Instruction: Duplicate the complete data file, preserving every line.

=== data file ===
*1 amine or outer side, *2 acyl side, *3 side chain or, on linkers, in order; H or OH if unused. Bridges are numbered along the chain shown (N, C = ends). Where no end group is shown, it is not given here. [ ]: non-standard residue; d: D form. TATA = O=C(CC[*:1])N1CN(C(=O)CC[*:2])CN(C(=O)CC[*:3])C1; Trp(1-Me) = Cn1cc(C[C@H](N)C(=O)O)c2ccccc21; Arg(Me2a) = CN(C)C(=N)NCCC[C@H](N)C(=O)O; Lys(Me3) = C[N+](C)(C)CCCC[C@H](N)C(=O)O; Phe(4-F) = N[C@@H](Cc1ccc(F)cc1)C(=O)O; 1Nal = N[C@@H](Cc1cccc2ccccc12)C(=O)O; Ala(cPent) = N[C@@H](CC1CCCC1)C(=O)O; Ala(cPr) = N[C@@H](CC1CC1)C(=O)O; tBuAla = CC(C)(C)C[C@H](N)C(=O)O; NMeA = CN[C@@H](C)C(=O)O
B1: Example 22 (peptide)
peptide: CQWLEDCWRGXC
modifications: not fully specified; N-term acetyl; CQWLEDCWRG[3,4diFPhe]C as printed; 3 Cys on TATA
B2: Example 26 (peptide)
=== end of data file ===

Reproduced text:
*1 amine or outer side, *2 acyl side, *3 side chain or, on linkers, in order; H or OH if unused. Bridges are numbered along the chain shown (N, C = ends). Where no end group is shown, it is not given here. [ ]: non-standard residue; d: D form. TATA = O=C(CC[*:1])N1CN(C(=O)CC[*:2])CN(C(=O)CC[*:3])C1; Trp(1-Me) = Cn1cc(C[C@H](N)C(=O)O)c2ccccc21; Arg(Me2a) = CN(C)C(=N)NCCC[C@H](N)C(=O)O; Lys(Me3) = C[N+](C)(C)CCCC[C@H](N)C(=O)O; Phe(4-F) = N[C@@H](Cc1ccc(F)cc1)C(=O)O; 1Nal = N[C@@H](Cc1cccc2ccccc12)C(=O)O; Ala(cPent) = N[C@@H](CC1CCCC1)C(=O)O; Ala(cPr) = N[C@@H](CC1CC1)C(=O)O; tBuAla = CC(C)(C)C[C@H](N)C(=O)O; NMeA = CN[C@@H](C)C(=O)O
B1: Example 22 (peptide)
peptide: CQWLEDCWRGXC
modifications: not fully specified; N-term acetyl; CQWLEDCWRG[3,4diFPhe]C as printed; 3 Cys on TATA
B2: Example 26 (peptide)